Winter 2019 News

Is it too late to start by wishing a Happy New Year? I know we’re almost a month into 2019, but it still feels fresh to me.

I’m starting off the year as an artist in residence through the Weisman Art Museum’s Target Studio for Creative Collaboration. The platform, curated by Boris Oicherman, serves to bring Twin Cities artists and University of Minnesota researchers into meaningful collaboration.

For a pilot project this semester, I’ll be convening a series of workshops with entertainers from Minnesota strip clubs to collaboratively identify how dancers see their work, what their ideal structure of labor is and how this could be implemented. We will then develop an artwork addressing the changing value and structure of labor in society, the stigmatization of erotic dancing and the place of sex work in the feminist utopia. I’ll be documenting the process in blog posts on the WAM website starting in February.

On Wednesday, February 20 from 7-9pm, the project kicks off with a public panel at WAM.
Dr. Beth Hartman will present a brief overview of how Minneapolis has regulated erotic dance in the past, and Gender, Women & Sexuality Studies PhD candidate Jayne Swift will talk about current efforts to regulate VIP rooms at strip clubs. Presentations will be brief to leave plenty of time for discussion about how regulation can better serve the safety and labor rights of dancers rather than the moral anxiety of neighborhood groups and city officials.

Despite the preparation and research leading up to this project, I’ve still been able to do some other work: Last summer I completed another neon sign, this time incorporating animation.  I’m also hoping to install collectively we support your autonomy in a new location this year, so keep your eyes peeled if you’re in the MSP area.

Happy 2018!

Happy New Year!

I’m excited to be starting off 2018 as part of the exhibition Land Body Industry, running January 16 through February 10 at the Katherine E. Nash Gallery at the University of Minnesota in Minneapolis. The opening reception is January 20 from 5-9pm. I’ll be showing a new installation drawn from Das Fundbuero’s archive that looks at the roles of work and consumption in people’s lives.

If you haven’t seen it yet, I’ve made a page for my neon sign “collectively we support your autonomy”. The install photos are also pretty cool.Thank you so much to everyone who helped support this project! I’m really honored by your contributions. Big shout outs to Ne-Art Custom Neon and Marlaine Cox for the fabrication work.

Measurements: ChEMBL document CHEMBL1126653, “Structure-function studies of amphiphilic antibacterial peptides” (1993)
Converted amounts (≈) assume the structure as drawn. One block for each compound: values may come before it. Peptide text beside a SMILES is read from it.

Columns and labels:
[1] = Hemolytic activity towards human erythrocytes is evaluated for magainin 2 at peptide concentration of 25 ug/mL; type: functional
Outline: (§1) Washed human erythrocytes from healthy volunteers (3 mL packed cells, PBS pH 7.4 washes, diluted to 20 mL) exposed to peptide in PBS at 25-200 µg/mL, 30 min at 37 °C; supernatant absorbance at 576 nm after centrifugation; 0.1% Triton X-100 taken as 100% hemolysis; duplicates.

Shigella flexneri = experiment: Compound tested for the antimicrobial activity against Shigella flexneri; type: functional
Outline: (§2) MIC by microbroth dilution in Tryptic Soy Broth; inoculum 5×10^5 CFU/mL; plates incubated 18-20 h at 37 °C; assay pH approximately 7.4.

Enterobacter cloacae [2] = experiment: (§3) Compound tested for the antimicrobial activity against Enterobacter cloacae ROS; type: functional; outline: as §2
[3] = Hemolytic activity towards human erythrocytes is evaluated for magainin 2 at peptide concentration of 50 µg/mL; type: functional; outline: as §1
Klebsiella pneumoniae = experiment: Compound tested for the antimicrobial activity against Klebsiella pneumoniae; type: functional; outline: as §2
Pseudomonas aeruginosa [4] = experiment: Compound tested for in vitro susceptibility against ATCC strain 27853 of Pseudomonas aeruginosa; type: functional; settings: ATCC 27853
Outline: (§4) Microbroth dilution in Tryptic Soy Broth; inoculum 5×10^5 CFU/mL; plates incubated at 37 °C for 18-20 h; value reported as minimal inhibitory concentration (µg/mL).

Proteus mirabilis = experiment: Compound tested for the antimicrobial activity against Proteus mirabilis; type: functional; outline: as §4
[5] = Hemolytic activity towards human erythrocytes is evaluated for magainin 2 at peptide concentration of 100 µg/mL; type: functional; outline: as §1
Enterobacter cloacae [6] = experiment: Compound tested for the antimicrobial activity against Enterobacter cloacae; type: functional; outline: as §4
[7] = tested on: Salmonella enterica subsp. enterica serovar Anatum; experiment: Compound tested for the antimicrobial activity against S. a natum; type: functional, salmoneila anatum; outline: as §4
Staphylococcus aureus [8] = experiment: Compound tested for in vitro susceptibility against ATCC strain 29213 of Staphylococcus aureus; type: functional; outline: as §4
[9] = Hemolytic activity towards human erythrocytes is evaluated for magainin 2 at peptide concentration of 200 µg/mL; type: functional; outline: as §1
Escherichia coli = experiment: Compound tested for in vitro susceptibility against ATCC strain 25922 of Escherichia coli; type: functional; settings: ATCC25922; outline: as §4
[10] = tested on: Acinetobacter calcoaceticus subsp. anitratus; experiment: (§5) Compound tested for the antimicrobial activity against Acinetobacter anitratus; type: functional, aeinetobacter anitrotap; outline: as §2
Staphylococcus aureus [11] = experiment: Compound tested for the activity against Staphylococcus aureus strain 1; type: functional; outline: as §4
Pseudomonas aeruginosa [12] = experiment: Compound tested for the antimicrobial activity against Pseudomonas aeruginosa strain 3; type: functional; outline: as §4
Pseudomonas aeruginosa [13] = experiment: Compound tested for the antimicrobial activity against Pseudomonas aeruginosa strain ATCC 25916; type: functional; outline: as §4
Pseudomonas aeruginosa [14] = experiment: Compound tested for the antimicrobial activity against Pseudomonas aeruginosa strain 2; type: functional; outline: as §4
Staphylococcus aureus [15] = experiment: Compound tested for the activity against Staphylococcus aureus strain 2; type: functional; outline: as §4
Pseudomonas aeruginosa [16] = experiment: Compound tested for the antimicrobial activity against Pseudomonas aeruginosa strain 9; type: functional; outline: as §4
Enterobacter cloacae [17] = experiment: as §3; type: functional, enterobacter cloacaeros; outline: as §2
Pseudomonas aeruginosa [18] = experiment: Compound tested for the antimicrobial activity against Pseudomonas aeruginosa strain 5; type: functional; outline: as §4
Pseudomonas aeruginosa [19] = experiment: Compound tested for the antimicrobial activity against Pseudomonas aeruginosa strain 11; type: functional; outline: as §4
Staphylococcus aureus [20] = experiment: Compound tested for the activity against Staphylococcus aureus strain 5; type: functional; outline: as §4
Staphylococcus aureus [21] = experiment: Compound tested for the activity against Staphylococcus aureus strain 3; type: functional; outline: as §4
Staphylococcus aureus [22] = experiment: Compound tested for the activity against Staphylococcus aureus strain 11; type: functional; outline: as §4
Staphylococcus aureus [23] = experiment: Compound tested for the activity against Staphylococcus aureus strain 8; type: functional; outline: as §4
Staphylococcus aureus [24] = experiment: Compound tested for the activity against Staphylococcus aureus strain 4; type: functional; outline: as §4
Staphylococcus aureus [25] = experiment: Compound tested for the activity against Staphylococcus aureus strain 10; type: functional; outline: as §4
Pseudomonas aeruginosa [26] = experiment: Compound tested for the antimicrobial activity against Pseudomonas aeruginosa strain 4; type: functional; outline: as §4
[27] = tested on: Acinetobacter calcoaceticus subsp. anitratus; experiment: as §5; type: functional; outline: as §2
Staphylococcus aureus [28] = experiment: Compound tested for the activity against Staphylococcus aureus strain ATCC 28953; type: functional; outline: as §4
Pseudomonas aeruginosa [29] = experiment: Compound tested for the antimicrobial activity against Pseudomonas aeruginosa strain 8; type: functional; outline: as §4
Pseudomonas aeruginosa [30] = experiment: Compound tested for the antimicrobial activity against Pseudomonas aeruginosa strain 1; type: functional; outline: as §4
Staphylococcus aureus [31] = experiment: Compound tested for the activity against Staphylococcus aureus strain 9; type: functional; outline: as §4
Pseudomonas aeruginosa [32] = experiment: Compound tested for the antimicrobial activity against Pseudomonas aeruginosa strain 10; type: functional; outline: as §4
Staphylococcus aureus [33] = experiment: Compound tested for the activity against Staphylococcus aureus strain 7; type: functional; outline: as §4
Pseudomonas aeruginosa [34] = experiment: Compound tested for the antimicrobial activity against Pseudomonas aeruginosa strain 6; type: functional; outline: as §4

January 23rd will be the last of a series of 5 new open house events I designed for the City of Minneapolis’s 2040 comprehensive plan development process.If you live of work in Minneapolis, come and have a say in future city land use (e.g. zoning and housing) through direct conversation with the people writing the policy.

Maybe it’s the psychopharmaceuticals, but today at least, I am feeling optimistic about 2018. What about you?

The neon sign “collectively we support your autonomy” is supported in part by a grant from the Minnesota State Arts Board, or to make it all legal:  Monica Sheets is a fiscal year 2017 recipient of an Artist Initiative grant from the Minnesota State Arts Board. This activity is made possible by the voters of Minnesota through a grant from the Minnesota State Arts Board, thanks to a legislative appropriation from the arts and cultural heritage fund.

Fall 2017 News

As promised, here’s a fuller update of what I have been working on this year.

You can see in the photos that there has been a lot of progress on the neon sign. I am planning to install this weekend, if the weather will cooperate. The opening reception will be at the Soap Factory on Saturday, October 14 from 7-10pm. If you are in the Twin Cities, please come out and say “hello”.

This is the final week of the crowdfunding campaign for the sign. I am really humbled by all the support so far. If you haven’t checked out the Kickstarter page, please do, and if you can pledge to the project, even better. As I write this, there’s only $500 left to raise – any pledge helps! And backers will get a preview of the finished sign via photo before it’s unveiled to the public.

UPDATE 10/12/2017: The Kickstarter was successful! Thank you so much to everyone who contributed. Look for images on the project page by the end of the year.

In January and February I was able to attend formal mediation training to support the participatory artwork I do. I attended Civil Mediation Training and Circle Training at Community Mediation and Restorative Services in New Hope, Minn. Since then, I’ve been observing sessions, and it’s a really intense process to be part of. Next week I’ll be volunteering in Hennepin County Schools, where the emphasis is on restorative justice processes, supporting students as they develop their own ways to resolve conflicts.